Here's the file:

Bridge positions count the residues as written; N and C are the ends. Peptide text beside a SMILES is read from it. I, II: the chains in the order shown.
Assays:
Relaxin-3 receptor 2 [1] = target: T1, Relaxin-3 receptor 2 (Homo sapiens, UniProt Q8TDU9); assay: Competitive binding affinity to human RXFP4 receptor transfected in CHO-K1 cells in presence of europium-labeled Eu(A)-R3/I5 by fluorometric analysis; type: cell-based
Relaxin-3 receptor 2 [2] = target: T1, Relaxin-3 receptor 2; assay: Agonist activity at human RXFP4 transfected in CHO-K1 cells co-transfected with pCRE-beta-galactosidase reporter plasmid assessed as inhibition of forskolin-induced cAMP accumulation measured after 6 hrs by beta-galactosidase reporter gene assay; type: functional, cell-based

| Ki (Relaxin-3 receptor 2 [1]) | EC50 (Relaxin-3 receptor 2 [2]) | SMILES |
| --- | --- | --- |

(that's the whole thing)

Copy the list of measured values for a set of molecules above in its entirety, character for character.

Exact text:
Bridge positions count the residues as written; N and C are the ends. Peptide text beside a SMILES is read from it. I, II: the chains in the order shown.
Assays:
Relaxin-3 receptor 2 [1] = target: T1, Relaxin-3 receptor 2 (Homo sapiens, UniProt Q8TDU9); assay: Competitive binding affinity to human RXFP4 receptor transfected in CHO-K1 cells in presence of europium-labeled Eu(A)-R3/I5 by fluorometric analysis; type: cell-based
Relaxin-3 receptor 2 [2] = target: T1, Relaxin-3 receptor 2; assay: Agonist activity at human RXFP4 transfected in CHO-K1 cells co-transfected with pCRE-beta-galactosidase reporter plasmid assessed as inhibition of forskolin-induced cAMP accumulation measured after 6 hrs by beta-galactosidase reporter gene assay; type: functional, cell-based

| Ki (Relaxin-3 receptor 2 [1]) | EC50 (Relaxin-3 receptor 2 [2]) | SMILES |
| --- | --- | --- |